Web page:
Things to Ask Nursing Schools
Now that you have determined which nursing program to pursue, as well as whether to attend your classes on campus in California or online, you can utilize the following checklist to begin narrowing down your choices. As you probably realize, there are a large number of nursing schools and colleges throughout California and the United States. So it is essential to reduce the number of schools to select from so that you will have a workable list. As we already pointed out, the location of the school along with the cost of tuition are probably going to be the primary two points that you will consider. But as we also emphasized, they should not be your sole qualifiers. So prior to making your ultimate choice, use the following questions to see how your selection measures up to the other programs.
- Accreditation. It's a good idea to make sure that the degree or certificate program along with the school is accredited by a U.S. Department of Education recognized accrediting agency. In addition to helping confirm that you receive an excellent education, it may assist in acquiring financial aid or student loans, which are oftentimes not available in California for non-accredited schools.
- Licensing Preparation. Licensing requirements for registered nurses vary from state to state. In all states, a passing score is required on the National Council Licensure Examination (NCLEX-RN) as well as graduation from an accredited school. Certain states require a certain number of clinical hours be performed, as well as the passing of additional tests. It's essential that the school you are attending not only delivers an excellent education, but also readies you to satisfy the minimum licensing requirements for California or the state where you will be working.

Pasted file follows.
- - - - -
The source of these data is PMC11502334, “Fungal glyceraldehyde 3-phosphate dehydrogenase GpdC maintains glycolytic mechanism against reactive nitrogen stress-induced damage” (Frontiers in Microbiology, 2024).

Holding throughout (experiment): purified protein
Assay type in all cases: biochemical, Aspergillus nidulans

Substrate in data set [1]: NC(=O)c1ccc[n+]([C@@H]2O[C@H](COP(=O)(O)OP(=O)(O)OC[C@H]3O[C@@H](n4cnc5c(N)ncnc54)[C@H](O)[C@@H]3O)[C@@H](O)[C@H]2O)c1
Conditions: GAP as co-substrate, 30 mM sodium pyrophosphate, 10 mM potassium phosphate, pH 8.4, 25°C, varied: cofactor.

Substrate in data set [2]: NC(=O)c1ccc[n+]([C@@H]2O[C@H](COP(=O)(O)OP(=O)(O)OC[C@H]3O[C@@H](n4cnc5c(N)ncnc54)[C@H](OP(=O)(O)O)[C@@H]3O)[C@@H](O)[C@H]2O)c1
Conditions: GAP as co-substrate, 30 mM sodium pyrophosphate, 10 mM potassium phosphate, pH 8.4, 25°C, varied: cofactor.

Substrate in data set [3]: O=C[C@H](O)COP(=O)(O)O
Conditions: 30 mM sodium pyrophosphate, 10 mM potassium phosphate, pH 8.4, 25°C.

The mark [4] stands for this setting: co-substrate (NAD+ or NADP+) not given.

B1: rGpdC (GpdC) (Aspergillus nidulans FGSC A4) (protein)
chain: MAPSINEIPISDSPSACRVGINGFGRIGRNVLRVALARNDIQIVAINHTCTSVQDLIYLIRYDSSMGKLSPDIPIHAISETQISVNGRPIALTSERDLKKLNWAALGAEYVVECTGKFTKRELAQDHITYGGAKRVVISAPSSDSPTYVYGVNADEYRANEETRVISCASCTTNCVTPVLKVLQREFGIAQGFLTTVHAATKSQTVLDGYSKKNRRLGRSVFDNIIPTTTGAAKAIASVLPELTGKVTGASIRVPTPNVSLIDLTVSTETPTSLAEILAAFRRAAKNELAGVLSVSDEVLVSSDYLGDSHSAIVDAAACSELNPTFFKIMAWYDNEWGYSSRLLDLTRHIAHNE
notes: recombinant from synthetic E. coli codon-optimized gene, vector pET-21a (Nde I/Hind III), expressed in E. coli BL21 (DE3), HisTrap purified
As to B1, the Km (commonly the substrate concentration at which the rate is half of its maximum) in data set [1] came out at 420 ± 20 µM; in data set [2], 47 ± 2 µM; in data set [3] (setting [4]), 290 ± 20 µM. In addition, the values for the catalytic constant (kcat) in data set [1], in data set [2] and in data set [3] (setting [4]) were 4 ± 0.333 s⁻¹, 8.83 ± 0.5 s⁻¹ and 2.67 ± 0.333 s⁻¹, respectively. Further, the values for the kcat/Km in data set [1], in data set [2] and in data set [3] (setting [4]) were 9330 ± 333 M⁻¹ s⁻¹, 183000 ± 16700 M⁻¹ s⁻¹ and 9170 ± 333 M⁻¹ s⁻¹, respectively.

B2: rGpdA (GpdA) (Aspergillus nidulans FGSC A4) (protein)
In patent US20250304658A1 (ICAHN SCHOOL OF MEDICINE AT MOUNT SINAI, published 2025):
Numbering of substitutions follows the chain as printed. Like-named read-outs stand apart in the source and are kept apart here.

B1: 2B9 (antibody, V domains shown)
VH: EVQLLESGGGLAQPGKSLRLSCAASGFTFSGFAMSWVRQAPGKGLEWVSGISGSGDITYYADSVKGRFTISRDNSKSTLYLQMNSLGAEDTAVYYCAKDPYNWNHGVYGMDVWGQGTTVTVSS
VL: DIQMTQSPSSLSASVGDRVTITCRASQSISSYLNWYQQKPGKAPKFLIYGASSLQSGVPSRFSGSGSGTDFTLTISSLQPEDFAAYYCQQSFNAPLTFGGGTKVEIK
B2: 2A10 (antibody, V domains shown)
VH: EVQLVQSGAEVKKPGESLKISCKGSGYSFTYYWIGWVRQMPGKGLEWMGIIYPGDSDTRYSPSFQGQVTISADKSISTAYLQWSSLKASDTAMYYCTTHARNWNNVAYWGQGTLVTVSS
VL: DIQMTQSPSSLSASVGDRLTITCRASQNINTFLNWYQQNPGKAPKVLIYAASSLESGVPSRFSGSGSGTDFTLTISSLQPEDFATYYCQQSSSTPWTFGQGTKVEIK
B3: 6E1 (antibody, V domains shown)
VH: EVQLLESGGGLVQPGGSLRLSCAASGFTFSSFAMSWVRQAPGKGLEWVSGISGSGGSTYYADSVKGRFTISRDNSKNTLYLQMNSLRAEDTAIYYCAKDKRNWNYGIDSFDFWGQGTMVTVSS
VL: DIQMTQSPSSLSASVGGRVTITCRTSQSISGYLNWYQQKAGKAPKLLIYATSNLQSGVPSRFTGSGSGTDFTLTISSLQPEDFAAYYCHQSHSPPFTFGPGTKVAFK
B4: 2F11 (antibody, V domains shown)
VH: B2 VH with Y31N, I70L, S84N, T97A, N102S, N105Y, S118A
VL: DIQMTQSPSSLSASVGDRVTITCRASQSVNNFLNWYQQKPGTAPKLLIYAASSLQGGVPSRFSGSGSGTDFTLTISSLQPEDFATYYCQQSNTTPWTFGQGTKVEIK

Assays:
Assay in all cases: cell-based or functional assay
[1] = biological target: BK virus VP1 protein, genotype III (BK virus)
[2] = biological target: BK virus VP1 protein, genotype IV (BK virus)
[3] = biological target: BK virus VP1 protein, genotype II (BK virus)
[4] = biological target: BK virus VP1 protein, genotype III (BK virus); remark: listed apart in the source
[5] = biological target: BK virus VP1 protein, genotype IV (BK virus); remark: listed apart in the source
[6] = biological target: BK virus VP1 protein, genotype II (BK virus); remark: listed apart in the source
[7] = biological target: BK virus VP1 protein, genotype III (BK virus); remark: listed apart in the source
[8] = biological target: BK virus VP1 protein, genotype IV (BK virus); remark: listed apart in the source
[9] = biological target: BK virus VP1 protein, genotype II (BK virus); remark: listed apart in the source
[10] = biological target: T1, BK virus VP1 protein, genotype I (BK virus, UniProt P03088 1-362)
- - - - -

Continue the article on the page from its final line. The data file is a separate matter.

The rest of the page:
- Reputation. Visit internet rating services to see what the evaluations are for all of the schools you are considering. Ask the accrediting agencies for their reviews too. Also, check with the California school licensing authority to check out if there are any complaints or compliance issues. Finally, you can call some California healthcare organizations you're interested in working for after graduation and ask what their opinions are of the schools as well.
- Graduation and Job Placement Rates. Find out from the RN programs you are looking at what their graduation rates are as well as how long on average it takes students to finish their programs. A low graduation rate may be an indication that students were displeased with the program and dropped out. It's also essential that the schools have high job placement rates. A high rate will not only verify that the school has a favorable reputation within the California healthcare community, but that it also has the network of contacts to assist students obtain employment.
- Internship Programs. The most effective way to acquire experience as a registered nurse is to work in a clinical environment. Virtually all nursing degree programs require a specified number of clinical hours be completed. Many states have minimum clinical hour mandates for licensing too. Check if the schools have a working relationship with California hospitals, clinics or labs and assist with the positioning of students in internships.